Ocean acidification is often referred to as climate change’s “evil twin.” As the global ocean continually absorbs much of the anthropogenic carbon dioxide produced through the burning of fossil fuels, its pH is dropping, causing a plethora of chemical, biological, and ecological impacts. These impacts immediately threaten local and regional fisheries and marine aquaculture; over the long term, they pose the risk of a global mass extinction event. As with climate change itself, the ultimate solution to ocean acidification is a worldwide reduction in carbon dioxide emissions. In the interim, however, environmental groups such as the Center for Biological Diversity have worked to apply the federal Clean Water Act to ocean acidification, while states and coastal regions are increasingly pursuing more broadly focused responses to ocean acidification’s local and regional impacts. This Article provides a first assessment of these relatively nascent legal efforts to address ocean acidification. It concludes first that ocean acidification should prompt renewed Clean Water Act attention to stormwater runoff and nutrient pollution. However, this Article also demonstrates that improved implementation of the Clean Water Act will not be enough. The realities of ocean acidification require more comprehensive legal and policy innovations so that coastal states and regions can adapt to its impacts now and into the future.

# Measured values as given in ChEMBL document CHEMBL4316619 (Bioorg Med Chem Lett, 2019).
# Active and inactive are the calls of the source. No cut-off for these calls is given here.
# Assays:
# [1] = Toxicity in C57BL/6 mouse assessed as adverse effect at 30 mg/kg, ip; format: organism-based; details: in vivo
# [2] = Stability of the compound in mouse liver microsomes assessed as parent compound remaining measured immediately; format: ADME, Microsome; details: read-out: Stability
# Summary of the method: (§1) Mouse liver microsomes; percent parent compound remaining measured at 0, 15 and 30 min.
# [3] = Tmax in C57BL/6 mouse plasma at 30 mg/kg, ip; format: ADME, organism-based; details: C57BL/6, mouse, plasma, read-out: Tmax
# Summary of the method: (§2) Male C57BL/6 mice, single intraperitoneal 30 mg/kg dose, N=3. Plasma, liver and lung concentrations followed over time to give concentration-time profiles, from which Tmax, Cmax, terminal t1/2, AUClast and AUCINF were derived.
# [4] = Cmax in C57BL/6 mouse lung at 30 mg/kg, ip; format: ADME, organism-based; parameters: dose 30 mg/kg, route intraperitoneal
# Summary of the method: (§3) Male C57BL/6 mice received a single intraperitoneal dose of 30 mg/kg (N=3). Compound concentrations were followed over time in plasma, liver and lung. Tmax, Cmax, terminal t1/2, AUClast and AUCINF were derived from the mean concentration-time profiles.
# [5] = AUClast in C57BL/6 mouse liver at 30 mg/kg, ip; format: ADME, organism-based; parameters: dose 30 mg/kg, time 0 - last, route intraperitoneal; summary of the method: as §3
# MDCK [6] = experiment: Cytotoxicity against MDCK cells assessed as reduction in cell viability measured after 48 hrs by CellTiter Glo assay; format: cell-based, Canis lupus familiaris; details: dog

Robin K. Craig,
Dealing with Ocean Acidification: The Problem, the Clean Water Act, and State and Regional Approaches,
Wash. J. Envtl. L. & Pol'y
Available at: https://digitalcommons.law.uw.edu/wjelp/vol6/iss2/7